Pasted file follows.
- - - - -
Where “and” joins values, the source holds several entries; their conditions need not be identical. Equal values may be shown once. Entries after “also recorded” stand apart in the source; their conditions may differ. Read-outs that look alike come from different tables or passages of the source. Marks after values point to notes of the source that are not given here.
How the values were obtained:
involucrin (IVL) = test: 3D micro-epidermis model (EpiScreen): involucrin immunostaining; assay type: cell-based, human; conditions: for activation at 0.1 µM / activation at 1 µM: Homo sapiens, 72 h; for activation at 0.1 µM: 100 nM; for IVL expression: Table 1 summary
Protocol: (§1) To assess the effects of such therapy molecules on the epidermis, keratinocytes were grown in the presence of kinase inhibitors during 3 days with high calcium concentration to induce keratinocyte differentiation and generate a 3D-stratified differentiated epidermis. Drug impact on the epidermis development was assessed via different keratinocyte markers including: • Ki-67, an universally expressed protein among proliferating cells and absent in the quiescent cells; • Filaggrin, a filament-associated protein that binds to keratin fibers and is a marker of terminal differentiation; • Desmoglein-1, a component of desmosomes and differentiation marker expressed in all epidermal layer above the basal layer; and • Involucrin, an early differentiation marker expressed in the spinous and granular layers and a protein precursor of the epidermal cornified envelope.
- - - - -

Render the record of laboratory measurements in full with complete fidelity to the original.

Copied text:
Where “and” joins values, the source holds several entries; their conditions need not be identical. Equal values may be shown once. Entries after “also recorded” stand apart in the source; their conditions may differ. Read-outs that look alike come from different tables or passages of the source. Marks after values point to notes of the source that are not given here.
How the values were obtained:
involucrin (IVL) = test: 3D micro-epidermis model (EpiScreen): involucrin immunostaining; assay type: cell-based, human; conditions: for activation at 0.1 µM / activation at 1 µM: Homo sapiens, 72 h; for activation at 0.1 µM: 100 nM; for IVL expression: Table 1 summary
Protocol: (§1) To assess the effects of such therapy molecules on the epidermis, keratinocytes were grown in the presence of kinase inhibitors during 3 days with high calcium concentration to induce keratinocyte differentiation and generate a 3D-stratified differentiated epidermis. Drug impact on the epidermis development was assessed via different keratinocyte markers including: • Ki-67, an universally expressed protein among proliferating cells and absent in the quiescent cells; • Filaggrin, a filament-associated protein that binds to keratin fibers and is a marker of terminal differentiation; • Desmoglein-1, a component of desmosomes and differentiation marker expressed in all epidermal layer above the basal layer; and • Involucrin, an early differentiation marker expressed in the spinous and granular layers and a protein precursor of the epidermal cornified envelope.